Practicing scale exercises is something that we do to gain flexibility and an overview of the guitar. But another thing you should also consider is that the things you practice in a Jazz scale exercise should also not be too far from what you actually need when you solo. Setting your scale practice up so that it is helping you develop vocabulary is very useful and very efficient.
In this video, I will show you 5 exercises that are scale exercises but that you can also use as great building blocks for jazz licks. When you check out these concepts you should also start to be able to make your own scale exercises that help you play better solos using the things you want to play in your solos.
Any scale exercise is a melody. When you practice scale exercises you are practicing playing a lot of similar melodies that you want to have in your ears and in your fingers so you can use them when you improvise Jazz Solos. In Jazz, Scale exercises are a part of building vocabulary.
This video covers some great melodic structures that you can practice as scale exercises and add to your vocabulary. I find that them extremely useful and you will also hear them being used in a lot of especially more modern jazz solos by people ranging from Michael Brecker via Peter Bernstein to Kurt Rosenwinkel.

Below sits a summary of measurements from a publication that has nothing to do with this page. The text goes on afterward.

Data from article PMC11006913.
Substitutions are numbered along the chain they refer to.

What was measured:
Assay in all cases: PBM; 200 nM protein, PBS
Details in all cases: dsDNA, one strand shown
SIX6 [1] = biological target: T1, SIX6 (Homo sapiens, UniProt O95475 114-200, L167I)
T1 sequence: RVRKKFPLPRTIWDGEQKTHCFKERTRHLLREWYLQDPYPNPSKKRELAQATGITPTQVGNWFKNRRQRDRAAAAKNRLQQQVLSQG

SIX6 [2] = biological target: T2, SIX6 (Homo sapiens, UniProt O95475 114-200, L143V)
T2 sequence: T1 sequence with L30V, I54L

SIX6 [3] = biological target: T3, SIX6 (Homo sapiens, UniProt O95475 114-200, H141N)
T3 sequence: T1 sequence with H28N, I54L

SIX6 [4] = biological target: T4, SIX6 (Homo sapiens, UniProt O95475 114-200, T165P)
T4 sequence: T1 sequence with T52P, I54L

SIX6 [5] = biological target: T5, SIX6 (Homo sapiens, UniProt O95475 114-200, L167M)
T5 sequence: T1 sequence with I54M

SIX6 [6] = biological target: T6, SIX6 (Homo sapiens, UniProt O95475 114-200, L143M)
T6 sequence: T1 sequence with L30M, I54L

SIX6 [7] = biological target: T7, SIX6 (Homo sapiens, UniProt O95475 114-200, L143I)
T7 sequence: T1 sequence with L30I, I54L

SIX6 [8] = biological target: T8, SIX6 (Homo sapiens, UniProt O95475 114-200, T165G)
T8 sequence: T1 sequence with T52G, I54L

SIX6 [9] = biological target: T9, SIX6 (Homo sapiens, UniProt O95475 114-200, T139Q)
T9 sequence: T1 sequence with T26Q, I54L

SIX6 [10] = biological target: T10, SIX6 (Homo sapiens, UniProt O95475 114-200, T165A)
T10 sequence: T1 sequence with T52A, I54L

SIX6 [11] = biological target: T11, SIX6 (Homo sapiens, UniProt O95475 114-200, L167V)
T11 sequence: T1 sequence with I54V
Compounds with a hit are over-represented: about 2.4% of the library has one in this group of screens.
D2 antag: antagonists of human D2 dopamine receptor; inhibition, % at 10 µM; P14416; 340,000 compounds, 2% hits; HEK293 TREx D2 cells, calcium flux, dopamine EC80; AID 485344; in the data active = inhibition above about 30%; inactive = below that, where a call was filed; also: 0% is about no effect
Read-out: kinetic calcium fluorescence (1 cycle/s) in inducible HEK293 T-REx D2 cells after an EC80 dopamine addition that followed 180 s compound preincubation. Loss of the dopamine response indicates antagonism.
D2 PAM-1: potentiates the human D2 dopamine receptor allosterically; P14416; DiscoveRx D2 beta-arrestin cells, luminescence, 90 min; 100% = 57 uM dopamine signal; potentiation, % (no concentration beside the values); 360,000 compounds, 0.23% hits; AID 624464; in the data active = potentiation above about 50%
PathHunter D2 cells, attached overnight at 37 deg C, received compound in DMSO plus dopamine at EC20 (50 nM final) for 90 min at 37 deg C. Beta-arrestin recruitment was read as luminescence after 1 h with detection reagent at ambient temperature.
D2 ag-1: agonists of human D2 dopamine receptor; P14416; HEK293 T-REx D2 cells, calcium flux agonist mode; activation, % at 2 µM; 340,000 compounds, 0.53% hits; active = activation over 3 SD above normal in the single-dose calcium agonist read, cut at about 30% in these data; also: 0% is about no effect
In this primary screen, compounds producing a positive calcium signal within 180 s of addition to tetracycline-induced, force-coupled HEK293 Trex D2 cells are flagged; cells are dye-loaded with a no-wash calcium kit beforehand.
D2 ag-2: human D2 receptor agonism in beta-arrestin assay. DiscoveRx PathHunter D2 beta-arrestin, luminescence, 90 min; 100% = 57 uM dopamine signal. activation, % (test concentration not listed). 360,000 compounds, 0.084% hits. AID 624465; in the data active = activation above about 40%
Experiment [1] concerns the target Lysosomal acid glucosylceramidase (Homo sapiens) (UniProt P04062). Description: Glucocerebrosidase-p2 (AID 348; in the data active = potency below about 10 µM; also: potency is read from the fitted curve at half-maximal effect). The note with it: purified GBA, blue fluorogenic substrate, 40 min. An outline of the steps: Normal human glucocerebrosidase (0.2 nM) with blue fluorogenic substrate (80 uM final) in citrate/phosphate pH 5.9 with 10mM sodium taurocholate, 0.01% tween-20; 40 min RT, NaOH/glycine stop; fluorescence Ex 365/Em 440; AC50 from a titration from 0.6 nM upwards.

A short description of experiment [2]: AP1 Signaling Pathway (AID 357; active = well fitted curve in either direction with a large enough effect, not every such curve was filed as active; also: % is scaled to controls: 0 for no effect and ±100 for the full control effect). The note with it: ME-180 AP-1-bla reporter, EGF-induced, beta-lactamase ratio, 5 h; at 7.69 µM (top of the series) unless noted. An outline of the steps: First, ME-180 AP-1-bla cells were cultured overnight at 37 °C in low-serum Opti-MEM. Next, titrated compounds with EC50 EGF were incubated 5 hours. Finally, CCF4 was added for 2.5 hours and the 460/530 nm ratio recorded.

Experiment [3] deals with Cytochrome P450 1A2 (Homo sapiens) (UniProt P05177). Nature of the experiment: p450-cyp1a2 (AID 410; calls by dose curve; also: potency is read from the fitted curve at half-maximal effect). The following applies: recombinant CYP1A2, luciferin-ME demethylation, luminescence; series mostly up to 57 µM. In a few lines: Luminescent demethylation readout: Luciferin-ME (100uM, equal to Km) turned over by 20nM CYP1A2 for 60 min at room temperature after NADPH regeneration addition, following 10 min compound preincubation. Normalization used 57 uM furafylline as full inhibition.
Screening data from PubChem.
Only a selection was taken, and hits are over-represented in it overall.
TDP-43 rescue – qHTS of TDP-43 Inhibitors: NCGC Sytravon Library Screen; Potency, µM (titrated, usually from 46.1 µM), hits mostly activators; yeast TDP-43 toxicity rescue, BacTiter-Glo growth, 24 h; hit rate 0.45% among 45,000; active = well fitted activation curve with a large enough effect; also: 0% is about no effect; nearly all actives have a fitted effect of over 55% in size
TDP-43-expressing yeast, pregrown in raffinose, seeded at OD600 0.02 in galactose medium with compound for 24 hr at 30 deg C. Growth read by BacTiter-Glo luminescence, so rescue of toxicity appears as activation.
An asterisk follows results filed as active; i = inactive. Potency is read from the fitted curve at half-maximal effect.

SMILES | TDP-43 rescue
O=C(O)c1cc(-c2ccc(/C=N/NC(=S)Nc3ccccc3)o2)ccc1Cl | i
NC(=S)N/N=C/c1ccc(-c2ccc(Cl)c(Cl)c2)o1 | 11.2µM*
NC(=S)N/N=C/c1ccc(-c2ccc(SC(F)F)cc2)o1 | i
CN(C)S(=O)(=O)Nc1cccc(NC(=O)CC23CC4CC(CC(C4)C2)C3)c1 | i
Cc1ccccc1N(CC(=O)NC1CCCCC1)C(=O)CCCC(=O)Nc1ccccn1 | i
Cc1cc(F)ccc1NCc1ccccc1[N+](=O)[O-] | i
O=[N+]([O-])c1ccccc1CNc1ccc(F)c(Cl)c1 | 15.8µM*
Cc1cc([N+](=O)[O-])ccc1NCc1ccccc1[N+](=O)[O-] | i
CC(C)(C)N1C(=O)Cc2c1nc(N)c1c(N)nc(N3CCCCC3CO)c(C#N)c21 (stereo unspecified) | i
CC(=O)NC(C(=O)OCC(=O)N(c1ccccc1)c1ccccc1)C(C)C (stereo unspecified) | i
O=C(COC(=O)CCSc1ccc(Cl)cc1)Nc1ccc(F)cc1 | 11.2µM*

Join 1500+ Other Jazz Guitarists 🎸Join us in the Facebook Jazz Guitar Group Community: http://bit.ly/InsidersFBGroup
If you have any questions, comments or suggestions for topics then please let me know. Leave a comment on the video or send me an e-mail. That is the best way for me to improve my lessons and make them fit what you are searching for.
You probably already practice arpeggios, but chances are you can do it as a better Scale exercise than what you are doing now, and that is what I want to talk about in this video. Jazz Scale Exercises should be about giving you the material you can use in your solos and help you know and play the different arpeggios and melodies found in the scale.
When you improvise in Jazz then the lines or melodies that you play are related to the chords you are playing over and the solo follows the chord progression it is played over. One easy way to do this is to use the arpeggios of each chord.
You can use the arpeggio of the chord you are playing over, but in fact, there are more options than this and the exercise in this lesson will help you tie all of that together in one exercise.
Practicing Arpeggios in the Scale
The reason why it makes a lot of sense to practice diatonic arpeggios in a scale position is quite simple.
When you improvise a solo you are not only playing scales and then only arpeggios. The jazz lines you are making are a mix of the two. Therefore it is essential to have the arpeggios placed in a scale as notes that are important, and the rest are available.
Here is a C major scale in the 8th position
Playing the diatonic one-octave arpeggios through this scale position would give you this exercise:
Know the Scale!
Often when you learn Guitar in the beginning you rely mostly on the visual aspect of the instrument. Scales, Chords and Arpeggios are shapes that you can see on the fretboard.